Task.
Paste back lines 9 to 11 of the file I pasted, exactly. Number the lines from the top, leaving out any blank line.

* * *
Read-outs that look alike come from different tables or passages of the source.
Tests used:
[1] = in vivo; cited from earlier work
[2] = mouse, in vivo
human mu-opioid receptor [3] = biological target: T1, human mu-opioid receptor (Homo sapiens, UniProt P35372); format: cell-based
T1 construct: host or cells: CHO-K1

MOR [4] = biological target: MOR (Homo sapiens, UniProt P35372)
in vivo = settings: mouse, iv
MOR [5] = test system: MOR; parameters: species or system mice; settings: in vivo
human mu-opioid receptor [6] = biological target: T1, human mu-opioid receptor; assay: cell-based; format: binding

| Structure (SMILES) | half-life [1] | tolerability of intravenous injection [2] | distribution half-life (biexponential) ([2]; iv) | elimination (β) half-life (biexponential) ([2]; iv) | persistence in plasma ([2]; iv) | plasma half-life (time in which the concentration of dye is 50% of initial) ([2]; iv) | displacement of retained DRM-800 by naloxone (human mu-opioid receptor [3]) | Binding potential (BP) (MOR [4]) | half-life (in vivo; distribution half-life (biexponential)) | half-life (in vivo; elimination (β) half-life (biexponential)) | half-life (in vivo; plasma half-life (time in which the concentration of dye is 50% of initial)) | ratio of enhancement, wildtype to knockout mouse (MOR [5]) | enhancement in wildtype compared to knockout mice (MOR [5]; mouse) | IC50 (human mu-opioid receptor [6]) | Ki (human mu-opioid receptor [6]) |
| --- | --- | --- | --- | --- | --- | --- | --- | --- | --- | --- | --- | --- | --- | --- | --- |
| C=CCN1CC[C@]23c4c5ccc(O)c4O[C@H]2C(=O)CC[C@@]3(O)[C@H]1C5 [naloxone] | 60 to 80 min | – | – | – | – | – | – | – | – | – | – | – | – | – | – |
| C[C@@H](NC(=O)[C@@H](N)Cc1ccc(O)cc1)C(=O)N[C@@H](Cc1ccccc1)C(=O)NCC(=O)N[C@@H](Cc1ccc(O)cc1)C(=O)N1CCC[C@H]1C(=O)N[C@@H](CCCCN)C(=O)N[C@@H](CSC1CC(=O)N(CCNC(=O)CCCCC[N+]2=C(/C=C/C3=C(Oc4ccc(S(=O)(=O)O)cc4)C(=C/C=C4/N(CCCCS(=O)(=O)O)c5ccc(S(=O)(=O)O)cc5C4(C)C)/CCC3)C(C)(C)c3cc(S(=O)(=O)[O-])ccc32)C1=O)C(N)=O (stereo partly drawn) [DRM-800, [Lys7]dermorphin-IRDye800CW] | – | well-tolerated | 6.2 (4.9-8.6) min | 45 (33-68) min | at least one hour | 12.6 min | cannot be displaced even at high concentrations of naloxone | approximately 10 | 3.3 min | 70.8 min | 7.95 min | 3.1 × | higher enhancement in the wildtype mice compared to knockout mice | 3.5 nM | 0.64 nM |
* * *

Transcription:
MOR [5] = test system: MOR; parameters: species or system mice; settings: in vivo
human mu-opioid receptor [6] = biological target: T1, human mu-opioid receptor; assay: cell-based; format: binding

| Structure (SMILES) | half-life [1] | tolerability of intravenous injection [2] | distribution half-life (biexponential) ([2]; iv) | elimination (β) half-life (biexponential) ([2]; iv) | persistence in plasma ([2]; iv) | plasma half-life (time in which the concentration of dye is 50% of initial) ([2]; iv) | displacement of retained DRM-800 by naloxone (human mu-opioid receptor [3]) | Binding potential (BP) (MOR [4]) | half-life (in vivo; distribution half-life (biexponential)) | half-life (in vivo; elimination (β) half-life (biexponential)) | half-life (in vivo; plasma half-life (time in which the concentration of dye is 50% of initial)) | ratio of enhancement, wildtype to knockout mouse (MOR [5]) | enhancement in wildtype compared to knockout mice (MOR [5]; mouse) | IC50 (human mu-opioid receptor [6]) | Ki (human mu-opioid receptor [6]) |